Ryan Bigg

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Polymorphic Routes

13 Dec 2018

Really early on in Rails, you would write routes like this:

redirect_to :controller => "posts", :action => "show", :id => @post.id

What this would do is dutifully redirect to the show action inside the PostsController and pass along the id parameter with a value of whatever @post.id returns. Typical 302 response.

Then Rails 1.2 came along and allowed you to use routing helpers, like this:

redirect_to post_path(@post)

And the people rejoiced.

This would do effectively the same thing. post_path here would build a route using the @post object that would look something like /posts/1 and then redirect_to would send back a 302 response to that route and the browser would follow it.

Then later versions (I can’t remember which one), allowed syntax like this:

redirect_to @post

And the people rejoiced a second time.

Magic, but not really

Any sufficiently advanced technology is indistinguishable from magic.

While this seems like magic, it’s not. What this is doing is actually very, very neat. The redirect_to method, much like its cousins link_to and form_for all use a common method to build URLs, called url_for. The url_for method takes many different varieties of objects, such as strings, hashes or even instances of models, like in the example above and then uses whatever’s input to build a URL. url_for does this in conjunction with another method called polymorphic_url too.

Let’s look at what redirect_to, url_for and polymorphic_url does with these objects. In the case of the redirect_to @post call above, it inspects the @post object, sees that it is an object of the Post class (we assume, anyway) and checks to see if that object has been persisted in a database somewhere by calling persisted? on it.

By “persisted”, I mean that a Ruby object has a matching record in the database somewhere. The persisted? method in Active Record is implemented like this:

def persisted?
  !(new_record? || destroyed?)

If the object wasn’t created through a call such as Model.new then it won’t be a new record, and if it hasn’t had the destroy method called on it won’t be destroyed either. If both of these cases are true, then that makes the object has most likely been persisted to the database in the form of a record.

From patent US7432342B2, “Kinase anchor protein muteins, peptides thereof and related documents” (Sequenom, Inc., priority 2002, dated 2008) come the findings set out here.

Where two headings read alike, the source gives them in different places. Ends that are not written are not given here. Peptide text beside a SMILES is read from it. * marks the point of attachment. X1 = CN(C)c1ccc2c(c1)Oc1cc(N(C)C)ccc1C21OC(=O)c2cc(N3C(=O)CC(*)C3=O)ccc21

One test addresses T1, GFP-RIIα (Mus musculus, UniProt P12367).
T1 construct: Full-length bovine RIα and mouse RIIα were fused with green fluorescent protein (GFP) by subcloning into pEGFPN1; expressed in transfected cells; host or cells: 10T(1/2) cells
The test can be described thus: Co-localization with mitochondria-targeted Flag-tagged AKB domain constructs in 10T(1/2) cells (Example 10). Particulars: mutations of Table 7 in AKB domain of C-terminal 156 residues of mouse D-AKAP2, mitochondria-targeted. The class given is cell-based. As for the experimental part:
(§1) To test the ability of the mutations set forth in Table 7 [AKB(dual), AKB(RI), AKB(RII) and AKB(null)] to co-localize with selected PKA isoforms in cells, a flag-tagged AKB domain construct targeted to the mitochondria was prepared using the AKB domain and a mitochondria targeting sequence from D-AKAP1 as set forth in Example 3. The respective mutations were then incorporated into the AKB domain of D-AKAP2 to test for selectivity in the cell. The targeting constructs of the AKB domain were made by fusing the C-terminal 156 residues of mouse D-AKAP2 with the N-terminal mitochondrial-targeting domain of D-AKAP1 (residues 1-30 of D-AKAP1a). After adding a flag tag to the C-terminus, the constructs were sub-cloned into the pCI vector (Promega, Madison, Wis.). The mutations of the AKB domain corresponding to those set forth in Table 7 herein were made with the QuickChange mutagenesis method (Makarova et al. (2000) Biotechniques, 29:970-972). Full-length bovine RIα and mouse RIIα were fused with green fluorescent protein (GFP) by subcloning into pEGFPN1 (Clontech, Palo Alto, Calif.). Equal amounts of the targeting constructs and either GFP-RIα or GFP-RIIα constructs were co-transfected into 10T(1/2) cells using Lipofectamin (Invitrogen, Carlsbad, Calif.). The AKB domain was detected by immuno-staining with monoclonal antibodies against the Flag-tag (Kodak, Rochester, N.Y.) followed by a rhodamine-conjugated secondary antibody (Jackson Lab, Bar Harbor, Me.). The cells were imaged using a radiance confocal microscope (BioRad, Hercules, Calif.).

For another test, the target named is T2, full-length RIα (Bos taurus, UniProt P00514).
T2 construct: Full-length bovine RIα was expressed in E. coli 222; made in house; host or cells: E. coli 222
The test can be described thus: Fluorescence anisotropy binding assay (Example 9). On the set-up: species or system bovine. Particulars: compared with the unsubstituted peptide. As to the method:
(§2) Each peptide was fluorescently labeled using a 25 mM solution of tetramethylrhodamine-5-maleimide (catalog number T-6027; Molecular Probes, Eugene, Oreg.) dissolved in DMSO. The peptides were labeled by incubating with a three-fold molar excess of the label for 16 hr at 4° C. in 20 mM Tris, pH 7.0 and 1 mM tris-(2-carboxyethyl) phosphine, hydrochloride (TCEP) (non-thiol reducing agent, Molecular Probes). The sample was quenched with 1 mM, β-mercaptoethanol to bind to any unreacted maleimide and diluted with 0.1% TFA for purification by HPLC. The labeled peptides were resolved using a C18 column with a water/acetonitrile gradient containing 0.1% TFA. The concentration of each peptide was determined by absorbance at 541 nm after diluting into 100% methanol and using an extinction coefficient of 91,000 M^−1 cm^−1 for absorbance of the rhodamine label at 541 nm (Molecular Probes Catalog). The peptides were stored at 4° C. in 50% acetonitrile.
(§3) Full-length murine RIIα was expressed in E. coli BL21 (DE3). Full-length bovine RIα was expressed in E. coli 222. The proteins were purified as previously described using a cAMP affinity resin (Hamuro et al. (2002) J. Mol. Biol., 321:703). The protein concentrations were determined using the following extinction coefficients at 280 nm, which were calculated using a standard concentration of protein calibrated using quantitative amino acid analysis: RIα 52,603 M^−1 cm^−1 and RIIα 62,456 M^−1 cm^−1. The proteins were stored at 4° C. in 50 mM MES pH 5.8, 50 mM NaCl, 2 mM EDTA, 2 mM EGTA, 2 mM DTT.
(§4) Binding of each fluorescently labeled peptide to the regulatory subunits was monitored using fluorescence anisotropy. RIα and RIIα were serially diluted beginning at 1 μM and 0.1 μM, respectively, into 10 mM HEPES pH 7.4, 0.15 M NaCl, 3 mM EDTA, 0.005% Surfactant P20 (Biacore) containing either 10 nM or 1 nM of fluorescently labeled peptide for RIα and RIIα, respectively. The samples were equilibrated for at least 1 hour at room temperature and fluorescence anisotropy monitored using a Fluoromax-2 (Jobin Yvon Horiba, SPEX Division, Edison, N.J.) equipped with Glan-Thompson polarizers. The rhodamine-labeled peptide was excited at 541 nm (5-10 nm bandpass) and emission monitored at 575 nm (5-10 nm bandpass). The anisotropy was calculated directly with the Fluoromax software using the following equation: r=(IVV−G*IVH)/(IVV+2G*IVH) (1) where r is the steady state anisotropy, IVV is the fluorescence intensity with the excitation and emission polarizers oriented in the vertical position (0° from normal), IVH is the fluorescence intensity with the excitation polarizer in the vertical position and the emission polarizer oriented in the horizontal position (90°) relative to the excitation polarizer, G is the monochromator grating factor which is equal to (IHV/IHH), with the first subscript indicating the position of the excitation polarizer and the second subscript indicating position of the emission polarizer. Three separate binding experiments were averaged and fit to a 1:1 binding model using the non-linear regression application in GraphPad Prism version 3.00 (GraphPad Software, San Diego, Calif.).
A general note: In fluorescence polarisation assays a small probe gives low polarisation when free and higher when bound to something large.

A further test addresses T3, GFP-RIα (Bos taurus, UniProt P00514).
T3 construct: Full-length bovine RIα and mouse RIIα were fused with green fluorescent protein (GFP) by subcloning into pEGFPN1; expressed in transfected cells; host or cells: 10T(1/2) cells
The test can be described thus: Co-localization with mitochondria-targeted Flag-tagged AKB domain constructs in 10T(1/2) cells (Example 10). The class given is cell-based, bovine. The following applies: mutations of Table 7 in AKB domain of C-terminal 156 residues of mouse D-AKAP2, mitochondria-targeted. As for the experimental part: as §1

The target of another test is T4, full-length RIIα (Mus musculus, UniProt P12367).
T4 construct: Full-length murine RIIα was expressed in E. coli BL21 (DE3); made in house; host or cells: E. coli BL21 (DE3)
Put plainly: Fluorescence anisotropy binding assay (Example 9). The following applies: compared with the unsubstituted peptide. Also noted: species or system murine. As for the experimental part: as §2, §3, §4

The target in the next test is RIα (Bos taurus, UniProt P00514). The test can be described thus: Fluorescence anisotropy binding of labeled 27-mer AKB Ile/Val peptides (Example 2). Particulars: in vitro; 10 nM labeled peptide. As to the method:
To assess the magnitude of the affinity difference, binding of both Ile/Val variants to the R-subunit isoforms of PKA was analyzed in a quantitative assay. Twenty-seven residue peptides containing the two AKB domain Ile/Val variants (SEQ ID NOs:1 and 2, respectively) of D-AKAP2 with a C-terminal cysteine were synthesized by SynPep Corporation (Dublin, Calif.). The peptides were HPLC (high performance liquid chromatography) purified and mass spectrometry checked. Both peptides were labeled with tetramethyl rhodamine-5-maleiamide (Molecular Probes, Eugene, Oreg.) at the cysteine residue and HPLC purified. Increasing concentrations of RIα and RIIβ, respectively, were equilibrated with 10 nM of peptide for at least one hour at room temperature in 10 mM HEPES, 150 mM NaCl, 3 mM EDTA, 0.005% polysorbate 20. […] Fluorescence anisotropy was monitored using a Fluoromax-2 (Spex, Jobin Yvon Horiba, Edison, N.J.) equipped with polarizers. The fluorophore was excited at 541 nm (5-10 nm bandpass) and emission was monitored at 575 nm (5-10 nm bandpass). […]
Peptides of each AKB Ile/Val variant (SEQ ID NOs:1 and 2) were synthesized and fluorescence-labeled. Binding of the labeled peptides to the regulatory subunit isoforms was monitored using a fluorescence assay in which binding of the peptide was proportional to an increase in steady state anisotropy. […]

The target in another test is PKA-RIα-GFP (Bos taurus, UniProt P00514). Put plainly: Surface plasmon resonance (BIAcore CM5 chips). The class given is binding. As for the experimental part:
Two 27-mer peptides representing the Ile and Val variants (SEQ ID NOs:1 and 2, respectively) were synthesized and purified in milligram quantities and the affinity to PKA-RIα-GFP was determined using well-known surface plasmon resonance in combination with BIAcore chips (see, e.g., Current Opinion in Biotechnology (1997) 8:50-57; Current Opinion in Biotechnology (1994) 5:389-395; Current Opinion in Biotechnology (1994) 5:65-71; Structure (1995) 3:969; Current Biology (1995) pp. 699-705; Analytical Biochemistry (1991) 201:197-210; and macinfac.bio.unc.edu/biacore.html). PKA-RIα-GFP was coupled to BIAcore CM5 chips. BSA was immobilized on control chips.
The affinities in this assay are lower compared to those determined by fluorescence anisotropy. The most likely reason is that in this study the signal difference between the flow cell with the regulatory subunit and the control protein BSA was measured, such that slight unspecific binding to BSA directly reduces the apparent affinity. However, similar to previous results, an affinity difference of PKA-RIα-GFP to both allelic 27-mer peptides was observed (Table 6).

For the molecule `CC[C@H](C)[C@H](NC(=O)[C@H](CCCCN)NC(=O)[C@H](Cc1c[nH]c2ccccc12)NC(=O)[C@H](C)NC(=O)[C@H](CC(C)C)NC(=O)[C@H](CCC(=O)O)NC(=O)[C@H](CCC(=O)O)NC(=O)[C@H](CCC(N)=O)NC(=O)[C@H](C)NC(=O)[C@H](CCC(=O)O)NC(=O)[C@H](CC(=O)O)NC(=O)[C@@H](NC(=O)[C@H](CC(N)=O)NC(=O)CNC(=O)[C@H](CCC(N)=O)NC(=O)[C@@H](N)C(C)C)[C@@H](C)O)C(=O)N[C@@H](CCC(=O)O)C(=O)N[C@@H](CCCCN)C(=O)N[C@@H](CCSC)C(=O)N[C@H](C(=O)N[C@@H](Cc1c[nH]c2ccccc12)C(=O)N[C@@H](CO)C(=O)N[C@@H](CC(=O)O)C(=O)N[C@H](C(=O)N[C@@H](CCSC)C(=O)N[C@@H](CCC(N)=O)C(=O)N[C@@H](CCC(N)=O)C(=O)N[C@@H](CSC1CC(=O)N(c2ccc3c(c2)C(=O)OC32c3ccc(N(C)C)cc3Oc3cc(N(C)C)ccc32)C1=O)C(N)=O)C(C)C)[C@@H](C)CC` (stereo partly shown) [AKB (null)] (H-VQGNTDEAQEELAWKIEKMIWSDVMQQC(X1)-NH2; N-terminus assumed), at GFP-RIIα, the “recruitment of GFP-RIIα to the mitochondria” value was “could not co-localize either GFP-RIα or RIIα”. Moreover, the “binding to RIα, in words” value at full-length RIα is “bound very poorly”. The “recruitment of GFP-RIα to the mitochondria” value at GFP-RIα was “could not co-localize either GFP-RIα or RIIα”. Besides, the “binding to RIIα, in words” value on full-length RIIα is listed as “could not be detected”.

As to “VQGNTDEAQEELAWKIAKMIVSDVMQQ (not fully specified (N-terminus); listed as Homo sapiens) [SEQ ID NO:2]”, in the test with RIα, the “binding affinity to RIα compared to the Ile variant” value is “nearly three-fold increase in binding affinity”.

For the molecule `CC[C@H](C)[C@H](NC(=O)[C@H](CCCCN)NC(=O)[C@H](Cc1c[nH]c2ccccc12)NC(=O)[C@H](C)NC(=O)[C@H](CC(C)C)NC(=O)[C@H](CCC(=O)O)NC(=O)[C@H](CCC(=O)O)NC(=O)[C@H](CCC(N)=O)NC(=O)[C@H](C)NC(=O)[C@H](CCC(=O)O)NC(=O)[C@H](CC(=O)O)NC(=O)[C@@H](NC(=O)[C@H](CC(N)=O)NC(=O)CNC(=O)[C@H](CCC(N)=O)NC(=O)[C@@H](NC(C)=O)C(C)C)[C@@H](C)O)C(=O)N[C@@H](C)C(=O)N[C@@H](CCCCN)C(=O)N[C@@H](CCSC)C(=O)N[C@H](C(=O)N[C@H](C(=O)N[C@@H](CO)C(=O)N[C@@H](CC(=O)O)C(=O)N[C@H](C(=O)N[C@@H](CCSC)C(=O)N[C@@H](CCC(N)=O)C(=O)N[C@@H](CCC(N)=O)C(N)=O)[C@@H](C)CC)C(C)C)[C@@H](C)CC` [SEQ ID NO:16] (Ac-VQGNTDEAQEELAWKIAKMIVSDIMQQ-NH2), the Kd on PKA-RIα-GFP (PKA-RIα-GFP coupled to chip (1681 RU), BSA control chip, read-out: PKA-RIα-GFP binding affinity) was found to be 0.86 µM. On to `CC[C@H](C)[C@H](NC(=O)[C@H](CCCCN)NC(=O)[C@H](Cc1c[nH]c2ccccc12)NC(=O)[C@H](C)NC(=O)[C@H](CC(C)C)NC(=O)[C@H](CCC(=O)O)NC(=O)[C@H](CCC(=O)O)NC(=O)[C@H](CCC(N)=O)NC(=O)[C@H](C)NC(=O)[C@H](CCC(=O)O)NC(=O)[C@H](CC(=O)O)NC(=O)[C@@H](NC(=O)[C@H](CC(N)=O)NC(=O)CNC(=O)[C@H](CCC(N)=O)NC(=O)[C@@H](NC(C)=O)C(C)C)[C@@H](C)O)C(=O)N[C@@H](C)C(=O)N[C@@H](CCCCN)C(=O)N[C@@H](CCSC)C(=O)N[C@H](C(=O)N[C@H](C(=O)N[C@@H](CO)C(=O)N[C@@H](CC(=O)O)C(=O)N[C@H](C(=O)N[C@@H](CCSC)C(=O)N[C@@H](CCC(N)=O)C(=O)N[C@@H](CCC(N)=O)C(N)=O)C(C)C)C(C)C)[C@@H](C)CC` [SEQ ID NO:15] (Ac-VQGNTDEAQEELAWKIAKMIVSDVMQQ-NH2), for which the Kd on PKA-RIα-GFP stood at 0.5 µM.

If it has been persisted, then url_for knows that this object can be found somewhere, and that the place it can be found is most likely under a method called post_path. It infers the “post” part of this method from the name of the model: Post. Rails then calls this method, and passes in whatever to_param on the model returns. By default, to_param is configured to return the id, but you can override this method in your model to return something else, like a permalink instead:

def to_param

If you were to do this override, your URLs would look like /posts/polymorphic-routes instead of /posts/1. Pretty useful if you want human-friendly routes! Keeping in mind of course that you would need to update your controller to find by permalinks rather than IDs too:

def show
  Post = Post.find_by(permalink: params[:id])

In short, Rails is effectively building a method call like this:


Which comes out to being this by default:


And when that method is called you would get this little string:


Or if you overrode to_param, you would see /posts/your-permalink-goes-here instead.


This is called polymorphic routing. You can pass an object to methods like redirect_to, link_to, form_for and form_with and Rails will attempt to work out the correct URL of what to use.

The form of form_form

Now, when you’re coding Rails you may have used form_for like this a very long time ago:

<% form_for @post, :url => { :controller => "posts", :action => "create" } do |f| %>

Of course, with advancements in Rails you could simplify it to this:

<% form_for @post, :url => posts_path do |f| %>

Because the form is going to default to having a POST HTTP method and therefore a request to posts_path is going to go to the create action of PostsController, rather than the index action, which is what would result if it were a GET request.

But why stop there? Why not just write this?

<%= form_for @post do |f| %>

Personally, I see no reason not to… if it’s something as simple as this. The form_for method uses url_for underneath, just like redirect_to to work out where the form should go. It knows that the @post object is of the Post class (again, we assume) and it checks to see if the object is persisted. If it is, then it will use post_path(@post). If it’s not, then posts_path.

The form_for method itself checks to see if the object passed in is persisted also, and if it is then it’ll default to a PUT HTTP method, otherwise a POST.

So this is how form_for can be flexible enough to have an identical syntax on both a new and edit view. It’s becoming more and more common these days for people to even put their whole form_for tags into a single partial and include it in both the new and edit pages.

A more complex form

So form_for is fairly simple for when you pass a normal object, but what happens if you pass an array of objects? Like this, for instance:

<%= form_for [@post, @comment] do |f| %>